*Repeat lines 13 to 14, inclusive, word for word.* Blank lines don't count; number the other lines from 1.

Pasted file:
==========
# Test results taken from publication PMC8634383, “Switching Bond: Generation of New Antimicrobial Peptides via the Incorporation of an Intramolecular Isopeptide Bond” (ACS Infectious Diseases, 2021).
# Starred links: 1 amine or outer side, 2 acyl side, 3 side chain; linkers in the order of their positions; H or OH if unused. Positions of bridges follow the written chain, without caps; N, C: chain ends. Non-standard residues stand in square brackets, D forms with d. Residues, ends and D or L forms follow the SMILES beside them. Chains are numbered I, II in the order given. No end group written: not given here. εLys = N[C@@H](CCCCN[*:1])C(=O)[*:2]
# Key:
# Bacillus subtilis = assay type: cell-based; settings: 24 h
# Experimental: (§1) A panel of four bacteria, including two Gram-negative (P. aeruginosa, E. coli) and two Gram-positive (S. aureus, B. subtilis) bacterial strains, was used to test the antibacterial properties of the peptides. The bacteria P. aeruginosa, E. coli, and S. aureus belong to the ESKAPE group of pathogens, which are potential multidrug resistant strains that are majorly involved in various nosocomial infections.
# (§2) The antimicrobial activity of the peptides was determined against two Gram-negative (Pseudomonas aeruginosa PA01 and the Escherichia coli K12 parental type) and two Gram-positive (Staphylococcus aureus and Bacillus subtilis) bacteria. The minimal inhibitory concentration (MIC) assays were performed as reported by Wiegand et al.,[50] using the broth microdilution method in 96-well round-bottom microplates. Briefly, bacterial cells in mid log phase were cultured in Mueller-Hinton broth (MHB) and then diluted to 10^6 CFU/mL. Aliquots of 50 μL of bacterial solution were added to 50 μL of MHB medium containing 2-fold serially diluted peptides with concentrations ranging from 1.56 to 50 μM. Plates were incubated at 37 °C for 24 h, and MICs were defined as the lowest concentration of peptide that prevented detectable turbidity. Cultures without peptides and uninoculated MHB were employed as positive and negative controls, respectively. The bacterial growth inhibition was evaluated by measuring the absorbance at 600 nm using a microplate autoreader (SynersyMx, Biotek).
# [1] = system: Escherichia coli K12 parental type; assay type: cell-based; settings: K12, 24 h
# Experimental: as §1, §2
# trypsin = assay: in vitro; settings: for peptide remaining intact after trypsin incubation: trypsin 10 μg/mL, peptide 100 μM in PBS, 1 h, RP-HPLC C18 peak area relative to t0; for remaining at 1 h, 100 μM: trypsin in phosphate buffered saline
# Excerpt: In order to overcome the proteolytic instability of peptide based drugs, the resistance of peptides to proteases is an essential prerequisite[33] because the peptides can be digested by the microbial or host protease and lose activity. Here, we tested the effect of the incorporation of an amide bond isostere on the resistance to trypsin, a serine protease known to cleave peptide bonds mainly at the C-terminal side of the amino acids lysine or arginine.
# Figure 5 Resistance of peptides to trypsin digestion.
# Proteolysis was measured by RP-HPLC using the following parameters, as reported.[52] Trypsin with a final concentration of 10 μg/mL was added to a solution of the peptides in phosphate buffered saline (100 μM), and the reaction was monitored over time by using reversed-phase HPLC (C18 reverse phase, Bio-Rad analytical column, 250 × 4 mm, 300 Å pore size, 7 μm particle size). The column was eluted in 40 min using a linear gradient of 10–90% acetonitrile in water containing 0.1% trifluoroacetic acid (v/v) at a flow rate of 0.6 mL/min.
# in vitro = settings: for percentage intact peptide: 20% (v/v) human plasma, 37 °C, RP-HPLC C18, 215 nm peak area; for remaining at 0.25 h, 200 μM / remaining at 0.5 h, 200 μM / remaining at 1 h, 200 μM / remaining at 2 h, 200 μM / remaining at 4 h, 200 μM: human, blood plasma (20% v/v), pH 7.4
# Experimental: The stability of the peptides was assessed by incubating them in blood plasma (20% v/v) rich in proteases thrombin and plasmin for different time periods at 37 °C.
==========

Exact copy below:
# in vitro = settings: for percentage intact peptide: 20% (v/v) human plasma, 37 °C, RP-HPLC C18, 215 nm peak area; for remaining at 0.25 h, 200 μM / remaining at 0.5 h, 200 μM / remaining at 1 h, 200 μM / remaining at 2 h, 200 μM / remaining at 4 h, 200 μM: human, blood plasma (20% v/v), pH 7.4
# Experimental: The stability of the peptides was assessed by incubating them in blood plasma (20% v/v) rich in proteases thrombin and plasmin for different time periods at 37 °C.